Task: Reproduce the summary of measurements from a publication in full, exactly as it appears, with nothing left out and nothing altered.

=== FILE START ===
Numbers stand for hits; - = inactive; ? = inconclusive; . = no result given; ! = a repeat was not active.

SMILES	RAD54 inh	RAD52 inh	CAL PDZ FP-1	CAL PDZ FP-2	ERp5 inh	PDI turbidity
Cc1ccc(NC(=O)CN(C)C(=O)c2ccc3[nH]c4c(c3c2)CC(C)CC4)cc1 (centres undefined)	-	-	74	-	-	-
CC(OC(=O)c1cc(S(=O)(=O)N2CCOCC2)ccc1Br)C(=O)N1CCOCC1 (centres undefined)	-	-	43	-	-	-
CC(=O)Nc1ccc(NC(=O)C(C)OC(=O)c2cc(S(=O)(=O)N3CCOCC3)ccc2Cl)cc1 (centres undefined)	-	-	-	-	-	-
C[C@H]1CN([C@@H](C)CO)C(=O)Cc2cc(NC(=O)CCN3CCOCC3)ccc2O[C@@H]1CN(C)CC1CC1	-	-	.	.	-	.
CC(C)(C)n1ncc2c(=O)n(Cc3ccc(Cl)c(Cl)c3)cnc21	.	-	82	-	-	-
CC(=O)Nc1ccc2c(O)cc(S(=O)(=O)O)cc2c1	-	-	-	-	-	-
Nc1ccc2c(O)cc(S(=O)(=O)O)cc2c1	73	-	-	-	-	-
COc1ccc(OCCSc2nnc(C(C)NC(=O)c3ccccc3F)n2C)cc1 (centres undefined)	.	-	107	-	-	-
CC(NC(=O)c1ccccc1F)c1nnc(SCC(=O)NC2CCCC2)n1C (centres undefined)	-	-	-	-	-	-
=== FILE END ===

Numbers stand for hits; - = inactive; ? = inconclusive; . = no result given; ! = a repeat was not active.

SMILES	RAD54 inh	RAD52 inh	CAL PDZ FP-1	CAL PDZ FP-2	ERp5 inh	PDI turbidity
Cc1ccc(NC(=O)CN(C)C(=O)c2ccc3[nH]c4c(c3c2)CC(C)CC4)cc1 (centres undefined)	-	-	74	-	-	-
CC(OC(=O)c1cc(S(=O)(=O)N2CCOCC2)ccc1Br)C(=O)N1CCOCC1 (centres undefined)	-	-	43	-	-	-
CC(=O)Nc1ccc(NC(=O)C(C)OC(=O)c2cc(S(=O)(=O)N3CCOCC3)ccc2Cl)cc1 (centres undefined)	-	-	-	-	-	-
C[C@H]1CN([C@@H](C)CO)C(=O)Cc2cc(NC(=O)CCN3CCOCC3)ccc2O[C@@H]1CN(C)CC1CC1	-	-	.	.	-	.
CC(C)(C)n1ncc2c(=O)n(Cc3ccc(Cl)c(Cl)c3)cnc21	.	-	82	-	-	-
CC(=O)Nc1ccc2c(O)cc(S(=O)(=O)O)cc2c1	-	-	-	-	-	-
Nc1ccc2c(O)cc(S(=O)(=O)O)cc2c1	73	-	-	-	-	-
COc1ccc(OCCSc2nnc(C(C)NC(=O)c3ccccc3F)n2C)cc1 (centres undefined)	.	-	107	-	-	-
CC(NC(=O)c1ccccc1F)c1nnc(SCC(=O)NC2CCCC2)n1C (centres undefined)	-	-	-	-	-	-